Skip to content

Excerpt, Essay 4, Chow

(“Chow” is an essay about food and military life.)

When I got away from Hahn [Airbase], it was as far as I could get, not so much in miles from base as in distance from the endless war training machine, in search of beer and skittles, hungry for another adventure.

I didn’t have to go far. Nearly every Saturday “Fraulein Schneider” drove three kilometers to market, mingling with stocky townspeople who moved with brisk efficiency between shop-keepers and bakers and butchers along streets as cute and perfect as a town in a train set. Many nights I grilled German meat or sausage in my backyard while chatting with my neighbors in what my landlord called KinderDeutsch:

“How are you? I am fine. I like sausage very, very much!”
“Your house is very, very clean!”
“Yes, thank you, I would like a glass of wine, very, very much!”

Or I would buy fresh sliced German cold cuts from ruddy-cheeked German butchers, a bit of buttery cheese tasting of that luscious German milk, and a loaf of dark, dense, moist German bread, all to be washed down with a malty local beer or a bone-dry Mosel-Saar wine. During holidays—and Germany seems to have a lot of them—several of us would hop in a car and head to the nearest Schweinfest, where cooks would saw thick, juicy slices of pit-roasted pig, ensuring everyone got a bit of the crackling skin with the moist, smoky meat. Roast pig is such a Pied Piper that I once stood under a drizzling sky for nearly an hour, softly crooning “Singing in the Rain” with several friends while Germans on line with us smiled in our direction. Waiting in the rain for roast pig makes sense to Germans, and I admire their priorities.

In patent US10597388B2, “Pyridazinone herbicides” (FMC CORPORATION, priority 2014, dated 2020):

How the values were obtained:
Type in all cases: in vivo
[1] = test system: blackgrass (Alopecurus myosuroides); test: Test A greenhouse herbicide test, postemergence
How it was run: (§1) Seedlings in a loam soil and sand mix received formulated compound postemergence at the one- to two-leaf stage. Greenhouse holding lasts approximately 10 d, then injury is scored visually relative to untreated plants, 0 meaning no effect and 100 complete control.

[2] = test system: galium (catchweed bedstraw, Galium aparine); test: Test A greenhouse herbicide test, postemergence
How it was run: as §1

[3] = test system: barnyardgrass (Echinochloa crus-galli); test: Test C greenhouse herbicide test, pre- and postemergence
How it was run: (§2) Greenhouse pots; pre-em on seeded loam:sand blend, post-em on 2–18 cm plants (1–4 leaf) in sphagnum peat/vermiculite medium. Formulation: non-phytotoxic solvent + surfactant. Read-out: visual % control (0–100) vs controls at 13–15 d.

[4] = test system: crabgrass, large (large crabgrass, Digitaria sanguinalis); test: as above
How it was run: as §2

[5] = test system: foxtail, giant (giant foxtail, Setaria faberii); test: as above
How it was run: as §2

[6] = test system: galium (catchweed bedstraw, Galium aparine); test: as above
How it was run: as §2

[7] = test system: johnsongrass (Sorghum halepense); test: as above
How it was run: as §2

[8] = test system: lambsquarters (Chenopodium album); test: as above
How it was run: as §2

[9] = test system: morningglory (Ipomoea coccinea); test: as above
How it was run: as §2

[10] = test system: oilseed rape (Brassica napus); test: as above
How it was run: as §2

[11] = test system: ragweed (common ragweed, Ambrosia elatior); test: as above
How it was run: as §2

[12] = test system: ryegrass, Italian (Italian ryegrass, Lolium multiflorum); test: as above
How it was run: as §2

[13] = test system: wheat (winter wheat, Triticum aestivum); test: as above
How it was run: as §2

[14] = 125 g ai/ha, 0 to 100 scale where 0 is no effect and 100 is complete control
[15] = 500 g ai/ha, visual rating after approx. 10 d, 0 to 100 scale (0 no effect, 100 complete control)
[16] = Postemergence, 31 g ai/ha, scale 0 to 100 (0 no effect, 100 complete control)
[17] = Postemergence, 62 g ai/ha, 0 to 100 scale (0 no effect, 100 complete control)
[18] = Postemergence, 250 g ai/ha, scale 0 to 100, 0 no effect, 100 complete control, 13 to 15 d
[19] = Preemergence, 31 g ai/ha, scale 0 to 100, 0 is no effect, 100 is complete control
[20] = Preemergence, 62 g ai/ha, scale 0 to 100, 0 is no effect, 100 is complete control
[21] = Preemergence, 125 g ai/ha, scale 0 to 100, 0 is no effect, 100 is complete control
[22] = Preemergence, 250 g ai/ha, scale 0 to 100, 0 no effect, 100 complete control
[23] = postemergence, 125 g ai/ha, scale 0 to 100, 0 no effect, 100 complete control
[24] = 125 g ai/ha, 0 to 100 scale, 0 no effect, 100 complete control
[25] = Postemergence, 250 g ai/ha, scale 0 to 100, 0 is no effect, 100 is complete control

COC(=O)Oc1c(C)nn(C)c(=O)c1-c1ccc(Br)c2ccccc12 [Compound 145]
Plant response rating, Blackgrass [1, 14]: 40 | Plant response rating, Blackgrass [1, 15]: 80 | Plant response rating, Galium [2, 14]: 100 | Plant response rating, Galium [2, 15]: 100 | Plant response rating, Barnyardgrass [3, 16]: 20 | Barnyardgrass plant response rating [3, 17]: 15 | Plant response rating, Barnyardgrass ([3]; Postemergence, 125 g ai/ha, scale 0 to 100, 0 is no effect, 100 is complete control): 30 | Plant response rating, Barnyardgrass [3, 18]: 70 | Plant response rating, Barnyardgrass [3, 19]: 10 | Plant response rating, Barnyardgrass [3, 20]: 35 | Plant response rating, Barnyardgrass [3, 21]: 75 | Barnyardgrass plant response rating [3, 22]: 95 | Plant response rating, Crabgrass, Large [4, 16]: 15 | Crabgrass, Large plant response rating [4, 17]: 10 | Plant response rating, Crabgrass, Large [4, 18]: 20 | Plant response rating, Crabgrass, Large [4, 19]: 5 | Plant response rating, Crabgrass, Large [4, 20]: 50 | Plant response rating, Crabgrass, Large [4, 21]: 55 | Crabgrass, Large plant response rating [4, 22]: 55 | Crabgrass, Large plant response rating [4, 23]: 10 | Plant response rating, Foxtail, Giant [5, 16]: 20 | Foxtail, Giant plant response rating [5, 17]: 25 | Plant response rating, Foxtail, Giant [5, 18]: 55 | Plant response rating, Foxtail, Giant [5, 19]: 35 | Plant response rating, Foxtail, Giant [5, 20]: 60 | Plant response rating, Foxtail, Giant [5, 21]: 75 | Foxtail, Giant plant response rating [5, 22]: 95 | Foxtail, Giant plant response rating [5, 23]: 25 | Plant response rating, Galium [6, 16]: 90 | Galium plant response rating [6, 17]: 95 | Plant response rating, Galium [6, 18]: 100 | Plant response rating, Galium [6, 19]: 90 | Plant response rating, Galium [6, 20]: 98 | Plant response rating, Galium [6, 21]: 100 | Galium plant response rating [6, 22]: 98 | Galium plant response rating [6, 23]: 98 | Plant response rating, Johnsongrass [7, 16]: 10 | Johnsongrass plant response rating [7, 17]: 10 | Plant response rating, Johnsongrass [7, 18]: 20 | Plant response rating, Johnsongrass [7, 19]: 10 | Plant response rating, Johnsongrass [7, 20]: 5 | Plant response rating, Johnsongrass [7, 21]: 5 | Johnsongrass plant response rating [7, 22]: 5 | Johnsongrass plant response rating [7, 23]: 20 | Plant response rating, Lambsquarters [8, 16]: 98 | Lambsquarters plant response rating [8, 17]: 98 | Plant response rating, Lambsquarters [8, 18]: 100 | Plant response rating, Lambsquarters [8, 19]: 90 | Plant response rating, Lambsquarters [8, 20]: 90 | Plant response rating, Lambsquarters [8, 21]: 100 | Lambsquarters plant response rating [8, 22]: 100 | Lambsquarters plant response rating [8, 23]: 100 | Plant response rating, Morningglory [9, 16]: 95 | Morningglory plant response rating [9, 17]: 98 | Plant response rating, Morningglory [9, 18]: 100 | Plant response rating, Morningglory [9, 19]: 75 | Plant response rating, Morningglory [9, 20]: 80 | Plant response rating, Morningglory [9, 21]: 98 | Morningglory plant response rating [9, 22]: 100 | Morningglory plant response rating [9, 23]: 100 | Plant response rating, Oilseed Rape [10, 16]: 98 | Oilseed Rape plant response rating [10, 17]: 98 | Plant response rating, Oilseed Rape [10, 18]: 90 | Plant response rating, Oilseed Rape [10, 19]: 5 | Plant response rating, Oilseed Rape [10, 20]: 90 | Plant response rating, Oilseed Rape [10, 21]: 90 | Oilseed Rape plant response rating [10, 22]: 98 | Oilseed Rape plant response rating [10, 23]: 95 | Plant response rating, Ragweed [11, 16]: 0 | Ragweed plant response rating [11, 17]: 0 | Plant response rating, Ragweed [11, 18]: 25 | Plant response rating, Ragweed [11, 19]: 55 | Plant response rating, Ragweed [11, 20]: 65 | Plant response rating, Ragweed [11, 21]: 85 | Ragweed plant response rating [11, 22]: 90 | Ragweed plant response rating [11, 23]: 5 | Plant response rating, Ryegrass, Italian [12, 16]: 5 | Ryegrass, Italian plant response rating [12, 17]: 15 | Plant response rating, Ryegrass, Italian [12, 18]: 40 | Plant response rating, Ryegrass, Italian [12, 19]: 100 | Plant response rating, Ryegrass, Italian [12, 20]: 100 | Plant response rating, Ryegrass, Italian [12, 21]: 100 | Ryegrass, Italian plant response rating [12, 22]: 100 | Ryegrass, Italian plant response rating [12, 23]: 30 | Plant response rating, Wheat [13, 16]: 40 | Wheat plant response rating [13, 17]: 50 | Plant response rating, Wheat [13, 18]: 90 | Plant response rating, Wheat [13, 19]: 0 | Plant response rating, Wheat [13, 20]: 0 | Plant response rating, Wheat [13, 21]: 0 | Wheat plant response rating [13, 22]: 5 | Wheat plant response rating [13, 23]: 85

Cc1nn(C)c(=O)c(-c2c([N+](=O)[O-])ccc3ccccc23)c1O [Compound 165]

I also had many sessions of psychic healing at the Hotel Morbach, a few kilometers from the house I rented in the tiny village of Bischofsdhron. The maitre d’ took a ken to me, with my German-sounding name, my stuttering German, my puckish habit of dining alone with a book, and my enthusiasm for her cuisine, which sailed above the usual gasthaus schnitzel-mit-pommes-frites affairs. “Have the lamb shank in wine,” she would whisper in German, one arm draped around my shoulder, as I leaned back in a huge, comfortable chair under a stained glass window, a glass of Mosel wine in my hand. “We have asparagus wrapped in bacon today. We have the trout you love”—Forelle Blau, whole trout boiled live so it curls in a perfect circle with an lake-blue sheen on its skin, an impeccable companion to the ubiquitous but irresistible Salzkartoffeln, small, firm boiled potatoes drenched in milk-sweet German butter. What the Germans lack in driving etiquette they make up for in good potato-growing soil. Later, the maitre d’ would come by the table, eyebrows raised, hands together as if in prayer. “Gut?” In my bad German I would enthuse, “The food is very, very good! I am very, very happy!” She would beam and sail through the dining room, hands triumphantly on hips, as I turned pages, nibbled lamb, and sipped wine.

Posted on this day, other years: